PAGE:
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Book Review: The Kind Worth Killing by Peter Swanson

October 23, 2016 Leave a comment

Book Review: The Kind Worth Killing by Peter SwansonSummary:
On a night flight from London to Boston, Ted Severson meets the mysterious Lily Kintner. Sharing one too many martinis, the strangers begin to play a game of truth, revealing intimate details about themselves. Ted talks about his marriage and his wife Miranda, who he’s sure is cheating on him. But their game turns dark when Ted jokes that he could kill Miranda for what she’s done. Lily, without missing a beat, says calmly, “I’d like to help.”

Review:
You know from that description that this is going to be a thriller. I was fairly certain it would be in the vein of Gone Girl, and it certainly was.

This book takes you on a delightful rollercoaster of emotions. It’s hard to determine precisely who to root for because they’re all just so darn despicable. In a way, you’re kind of glad that they’re taking things into their own hands amongst themselves because then society won’t be burdened by dealing with it ourselves. On the other hand, there’s certainly an aspect of “look how off the rails things get when we let just any individual decide who deserves what.” That said it’s never heavy-handed. It has more of a delightful sneaky glance into disastrous lives ala a murdery Lifetime movie.

The plot is kept moving forward and twisty and full of surprises partially through alternate viewpoints (more than two). This is a technique I really enjoy when done well, and it was done quite well here. The transitions felt smooth and natural. Never cheap.

I also must say as a New England local that the author got both the logistics and the vibe of multiple New England locations right, everywhere from the ritziest Boston neighborhoods to central Massachusetts towns to rural Maine. If you want a true sense of the area and can handle some murder, definitely pick this up.

I’m not sure how I feel about how the book ended, which is what kept me from loving it. I knew where it was going by about two-thirds of the way through, and I just don’t think it was as smooth as the rest of the book. That said, I do think it ended at the right point in time (with the particular plot it was telling). It left me perfectly satisfied, unlike quite a few thrillers lately.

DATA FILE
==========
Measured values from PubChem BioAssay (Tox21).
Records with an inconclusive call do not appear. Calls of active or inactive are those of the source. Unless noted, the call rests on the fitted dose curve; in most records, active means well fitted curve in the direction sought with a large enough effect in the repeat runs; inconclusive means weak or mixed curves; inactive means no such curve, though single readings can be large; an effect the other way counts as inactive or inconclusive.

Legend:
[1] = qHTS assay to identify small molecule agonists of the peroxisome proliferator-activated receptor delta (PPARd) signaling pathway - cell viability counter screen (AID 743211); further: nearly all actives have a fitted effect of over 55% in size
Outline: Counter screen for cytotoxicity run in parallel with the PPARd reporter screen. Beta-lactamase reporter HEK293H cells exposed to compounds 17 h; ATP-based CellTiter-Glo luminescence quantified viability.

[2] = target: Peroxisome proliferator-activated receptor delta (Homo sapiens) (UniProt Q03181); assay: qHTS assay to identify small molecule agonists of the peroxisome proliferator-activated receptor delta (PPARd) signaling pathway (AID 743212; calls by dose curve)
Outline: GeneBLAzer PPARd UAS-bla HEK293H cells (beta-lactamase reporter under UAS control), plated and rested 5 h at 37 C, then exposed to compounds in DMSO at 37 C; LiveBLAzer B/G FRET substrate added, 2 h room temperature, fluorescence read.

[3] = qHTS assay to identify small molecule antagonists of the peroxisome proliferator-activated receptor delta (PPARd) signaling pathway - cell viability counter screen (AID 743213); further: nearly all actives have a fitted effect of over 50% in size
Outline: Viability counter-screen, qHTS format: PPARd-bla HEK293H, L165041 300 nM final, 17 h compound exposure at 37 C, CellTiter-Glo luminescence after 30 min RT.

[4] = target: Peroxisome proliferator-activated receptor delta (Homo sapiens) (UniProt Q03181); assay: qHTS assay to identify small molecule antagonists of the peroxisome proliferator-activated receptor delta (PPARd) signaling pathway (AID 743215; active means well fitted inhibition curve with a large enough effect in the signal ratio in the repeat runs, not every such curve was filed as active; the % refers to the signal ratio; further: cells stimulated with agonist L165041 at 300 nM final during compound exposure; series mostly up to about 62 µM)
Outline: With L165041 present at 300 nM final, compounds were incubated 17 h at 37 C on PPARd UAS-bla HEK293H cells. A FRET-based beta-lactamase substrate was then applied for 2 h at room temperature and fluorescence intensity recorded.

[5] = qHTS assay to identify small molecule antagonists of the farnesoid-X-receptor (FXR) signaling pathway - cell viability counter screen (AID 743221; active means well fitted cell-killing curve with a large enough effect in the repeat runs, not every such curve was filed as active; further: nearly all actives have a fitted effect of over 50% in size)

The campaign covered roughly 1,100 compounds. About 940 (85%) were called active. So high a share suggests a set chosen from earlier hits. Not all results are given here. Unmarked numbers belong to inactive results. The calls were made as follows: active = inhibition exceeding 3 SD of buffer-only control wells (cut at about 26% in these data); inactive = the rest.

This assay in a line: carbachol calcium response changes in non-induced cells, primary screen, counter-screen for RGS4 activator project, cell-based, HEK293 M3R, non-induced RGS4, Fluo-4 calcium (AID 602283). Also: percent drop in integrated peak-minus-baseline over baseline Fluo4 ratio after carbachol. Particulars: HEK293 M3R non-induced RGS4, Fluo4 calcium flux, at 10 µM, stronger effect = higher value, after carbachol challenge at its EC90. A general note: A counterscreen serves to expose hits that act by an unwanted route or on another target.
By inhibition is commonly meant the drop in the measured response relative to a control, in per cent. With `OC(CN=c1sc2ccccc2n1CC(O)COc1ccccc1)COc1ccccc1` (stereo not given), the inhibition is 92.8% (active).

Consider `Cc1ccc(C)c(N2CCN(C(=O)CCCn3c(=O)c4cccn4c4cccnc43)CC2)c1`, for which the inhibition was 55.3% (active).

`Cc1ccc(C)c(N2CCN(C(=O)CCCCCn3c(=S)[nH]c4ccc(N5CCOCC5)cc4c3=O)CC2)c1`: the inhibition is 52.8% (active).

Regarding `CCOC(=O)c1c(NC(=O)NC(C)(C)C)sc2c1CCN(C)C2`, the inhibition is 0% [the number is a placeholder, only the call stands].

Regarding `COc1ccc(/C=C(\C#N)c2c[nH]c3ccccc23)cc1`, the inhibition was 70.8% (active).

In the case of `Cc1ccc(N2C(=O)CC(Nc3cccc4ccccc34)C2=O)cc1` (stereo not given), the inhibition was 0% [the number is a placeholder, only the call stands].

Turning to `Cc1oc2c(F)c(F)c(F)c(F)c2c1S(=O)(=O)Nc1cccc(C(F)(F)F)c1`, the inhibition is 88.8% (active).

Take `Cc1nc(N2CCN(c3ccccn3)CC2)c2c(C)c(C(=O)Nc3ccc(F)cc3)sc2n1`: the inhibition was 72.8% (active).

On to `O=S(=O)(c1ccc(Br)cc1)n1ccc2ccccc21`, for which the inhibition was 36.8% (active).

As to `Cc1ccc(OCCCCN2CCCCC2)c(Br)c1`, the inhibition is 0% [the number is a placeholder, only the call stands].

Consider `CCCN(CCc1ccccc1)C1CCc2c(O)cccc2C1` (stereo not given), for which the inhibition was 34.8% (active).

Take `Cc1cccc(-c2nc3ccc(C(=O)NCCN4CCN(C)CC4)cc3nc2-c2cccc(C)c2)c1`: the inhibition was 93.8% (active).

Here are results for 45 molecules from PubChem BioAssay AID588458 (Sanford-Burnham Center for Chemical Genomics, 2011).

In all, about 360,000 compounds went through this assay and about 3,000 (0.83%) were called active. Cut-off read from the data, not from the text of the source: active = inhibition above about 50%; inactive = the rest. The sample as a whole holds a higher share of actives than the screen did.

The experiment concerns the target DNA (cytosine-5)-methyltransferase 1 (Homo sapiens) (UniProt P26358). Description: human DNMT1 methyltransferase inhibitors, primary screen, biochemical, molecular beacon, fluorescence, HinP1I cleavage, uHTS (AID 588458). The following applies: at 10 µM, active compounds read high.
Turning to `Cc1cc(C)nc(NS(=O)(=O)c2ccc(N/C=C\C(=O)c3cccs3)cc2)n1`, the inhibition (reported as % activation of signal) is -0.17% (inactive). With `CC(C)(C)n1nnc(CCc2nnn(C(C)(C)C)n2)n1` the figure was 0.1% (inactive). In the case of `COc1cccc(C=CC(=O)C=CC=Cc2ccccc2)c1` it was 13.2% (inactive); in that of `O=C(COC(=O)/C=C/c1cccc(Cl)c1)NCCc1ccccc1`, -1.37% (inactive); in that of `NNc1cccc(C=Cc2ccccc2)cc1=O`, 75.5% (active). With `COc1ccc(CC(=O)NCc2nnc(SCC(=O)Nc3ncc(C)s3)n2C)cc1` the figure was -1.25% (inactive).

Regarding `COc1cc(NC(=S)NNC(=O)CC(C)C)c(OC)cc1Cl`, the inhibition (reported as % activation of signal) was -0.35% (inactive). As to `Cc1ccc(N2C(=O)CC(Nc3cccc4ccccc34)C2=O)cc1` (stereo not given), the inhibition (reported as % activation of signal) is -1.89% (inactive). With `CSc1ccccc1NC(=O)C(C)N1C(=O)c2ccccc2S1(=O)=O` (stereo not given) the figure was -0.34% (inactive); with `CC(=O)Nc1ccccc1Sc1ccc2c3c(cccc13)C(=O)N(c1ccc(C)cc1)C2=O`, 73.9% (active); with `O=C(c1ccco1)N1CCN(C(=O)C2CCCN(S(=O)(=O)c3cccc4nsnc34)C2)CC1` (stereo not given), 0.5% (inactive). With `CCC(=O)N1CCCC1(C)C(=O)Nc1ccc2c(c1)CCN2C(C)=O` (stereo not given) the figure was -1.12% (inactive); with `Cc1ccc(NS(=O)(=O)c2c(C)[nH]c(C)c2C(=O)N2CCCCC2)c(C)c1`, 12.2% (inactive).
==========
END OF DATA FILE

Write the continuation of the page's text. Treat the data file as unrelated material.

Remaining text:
If you’re still looking for a quick Halloween read, pick this one up. It’ll keep you up and on the edge of your seat waiting to see who comes out on top.

4 out of 5 stars

Source: Library

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Book Review: Tara Road by Maeve Binchy

September 28, 2016 2 comments

Book Review: Tara Road by Maeve BinchySummary:
Ria lived on Tara Road in Dublin with her dashing husband, Danny, and their two children. She fully believed she was happily married, right up until the day Danny told her he was leaving her to be with his young, pregnant girlfriend. By a chance phone call, Ria meets Marilyn, a woman from New England unable to come to terms with her only son’s death and now separated from her husband. The two women exchange houses for the summer with extraordinary consequences, each learning that the other has a deep secret that can never be revealed.

Review:
Is “two women swap houses and their lives change” a subgenre of women’s fiction? Because I feel like it should be. I have a real soft spot for house swap stories, starting back when The Holiday came out (one of my favorite romcoms). I was excited to see one featuring both Ireland and New England (Connecticut, specifically), and I sensed that the drama would be pretty high in this story. I wasn’t disappointed.

I learned a lot about recent Irish history from this book. For instance, I had no idea that divorce wasn’t legal in Ireland until 1995! The whole culture, too, wasn’t just that divorce wasn’t legal but that young marriage was expected. This directly impacts Ria’s life and her decisions. Learning this recent Irish history through Ria’s eyes helped make it more real and reminds the reader that these cultural norms and laws have a real impact on real people.